Local names: Hindi: Gehun Kannada: Godhi Manipuri: Gehun Marathi: Gehun Sanskrit: Arupa, Bahudugdha, Godhuma Tamil: Godumai, Godumbaiyarisi Telugu: Godumalu Urdu: Gehun
Wheat is the world`s most important crop. It is grown primarily for human consumption. Wheat belongs to the genus Triticum.
Though wheat is a good source of energy containing 75-80% TDN, it is rarely used for livestock feeding in India due its higher cost and higher demand for
human consumption. Only damaged wheat is used
Fig. 1.4 Wheat grain
for feeding animals. Grain of wheat is highly variable in composition. Depending upon the variety, crude protein content ranges from 8-14%. Wheat is superior to maize in protein content and quality. Lysine, threonine and methionine are the major limiting amino acids in wheat grain. Climate, soil fertility and variety influence the protein content. The most important protein present in the endosperm is a prolamin and a glutelin. The mixture of protein present in the endosperm is often referred as gluten. The amino acid composition of these two proteins differs, glutenin containing about three times as much lysine as that present in gliadin. All glutens possess the property of elasticity. Glutens form dough which traps the gases produced during fermentation. Finely ground wheat forms a pasty mass in the mouth and rumen and this may lead to digestive upsets. Newly harvested wheat is apparently more harmful in this respect than wheat which has been stored for some time. When wheat grain is fed in large amounts, because of the rapid fermentation of the grain in rumen, animal is more prone to lactic acidosis.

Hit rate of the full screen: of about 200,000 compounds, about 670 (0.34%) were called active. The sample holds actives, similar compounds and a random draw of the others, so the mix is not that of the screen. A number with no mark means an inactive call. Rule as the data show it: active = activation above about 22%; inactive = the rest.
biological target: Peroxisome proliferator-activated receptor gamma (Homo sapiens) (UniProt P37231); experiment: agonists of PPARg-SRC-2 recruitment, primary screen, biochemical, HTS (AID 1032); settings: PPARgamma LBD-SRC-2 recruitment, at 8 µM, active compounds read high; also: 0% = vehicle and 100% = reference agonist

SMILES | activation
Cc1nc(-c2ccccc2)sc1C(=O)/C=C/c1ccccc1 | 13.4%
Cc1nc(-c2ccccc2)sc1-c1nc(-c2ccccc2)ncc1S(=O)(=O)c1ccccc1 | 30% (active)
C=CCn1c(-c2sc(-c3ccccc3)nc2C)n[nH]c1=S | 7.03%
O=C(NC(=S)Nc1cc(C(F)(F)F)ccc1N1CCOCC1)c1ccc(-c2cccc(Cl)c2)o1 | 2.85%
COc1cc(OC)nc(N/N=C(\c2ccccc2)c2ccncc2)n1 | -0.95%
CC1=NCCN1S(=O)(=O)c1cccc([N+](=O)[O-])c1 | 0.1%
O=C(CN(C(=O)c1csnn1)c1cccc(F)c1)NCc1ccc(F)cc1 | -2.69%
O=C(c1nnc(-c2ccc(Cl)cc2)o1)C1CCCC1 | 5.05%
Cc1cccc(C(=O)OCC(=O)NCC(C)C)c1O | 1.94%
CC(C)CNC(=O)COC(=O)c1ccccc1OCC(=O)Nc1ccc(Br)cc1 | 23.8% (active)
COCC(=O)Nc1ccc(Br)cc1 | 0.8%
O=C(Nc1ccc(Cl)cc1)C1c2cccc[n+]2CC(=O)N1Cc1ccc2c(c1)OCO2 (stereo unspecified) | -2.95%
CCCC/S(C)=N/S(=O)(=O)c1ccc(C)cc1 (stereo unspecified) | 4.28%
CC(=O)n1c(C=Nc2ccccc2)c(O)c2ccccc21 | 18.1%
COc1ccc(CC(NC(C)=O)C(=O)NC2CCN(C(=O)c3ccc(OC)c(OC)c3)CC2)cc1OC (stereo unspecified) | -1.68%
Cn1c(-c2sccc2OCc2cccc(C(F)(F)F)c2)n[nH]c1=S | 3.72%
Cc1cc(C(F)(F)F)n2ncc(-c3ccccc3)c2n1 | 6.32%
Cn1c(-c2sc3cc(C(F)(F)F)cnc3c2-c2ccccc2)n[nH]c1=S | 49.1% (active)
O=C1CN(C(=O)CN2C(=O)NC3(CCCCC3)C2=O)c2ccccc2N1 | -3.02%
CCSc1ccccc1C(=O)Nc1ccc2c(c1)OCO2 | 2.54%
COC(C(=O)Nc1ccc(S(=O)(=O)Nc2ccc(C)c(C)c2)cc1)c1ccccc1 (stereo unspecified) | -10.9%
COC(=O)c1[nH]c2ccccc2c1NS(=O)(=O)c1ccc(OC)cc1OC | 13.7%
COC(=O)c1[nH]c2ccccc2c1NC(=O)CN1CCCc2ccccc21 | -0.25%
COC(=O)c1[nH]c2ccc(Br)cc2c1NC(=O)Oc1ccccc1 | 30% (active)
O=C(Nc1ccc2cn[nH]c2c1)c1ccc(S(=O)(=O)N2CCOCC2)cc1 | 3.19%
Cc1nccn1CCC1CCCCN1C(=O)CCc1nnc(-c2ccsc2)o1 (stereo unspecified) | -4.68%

There are no significant toxins in wheat. It is not normally infected with mycotoxin producing fungi, so mycotoxins are not of concern unless the grain is improperly stored. Occasionally it may be infected with ergot.